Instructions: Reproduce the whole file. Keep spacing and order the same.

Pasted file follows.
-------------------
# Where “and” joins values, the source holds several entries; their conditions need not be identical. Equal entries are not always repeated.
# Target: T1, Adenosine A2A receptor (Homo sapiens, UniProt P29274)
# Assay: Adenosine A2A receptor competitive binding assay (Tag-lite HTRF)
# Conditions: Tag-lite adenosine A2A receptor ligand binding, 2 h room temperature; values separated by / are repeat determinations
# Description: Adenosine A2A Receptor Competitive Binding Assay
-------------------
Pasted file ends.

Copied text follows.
# Where “and” joins values, the source holds several entries; their conditions need not be identical. Equal entries are not always repeated.
# Target: T1, Adenosine A2A receptor (Homo sapiens, UniProt P29274)
# Assay: Adenosine A2A receptor competitive binding assay (Tag-lite HTRF)
# Conditions: Tag-lite adenosine A2A receptor ligand binding, 2 h room temperature; values separated by / are repeat determinations
# Description: Adenosine A2A Receptor Competitive Binding Assay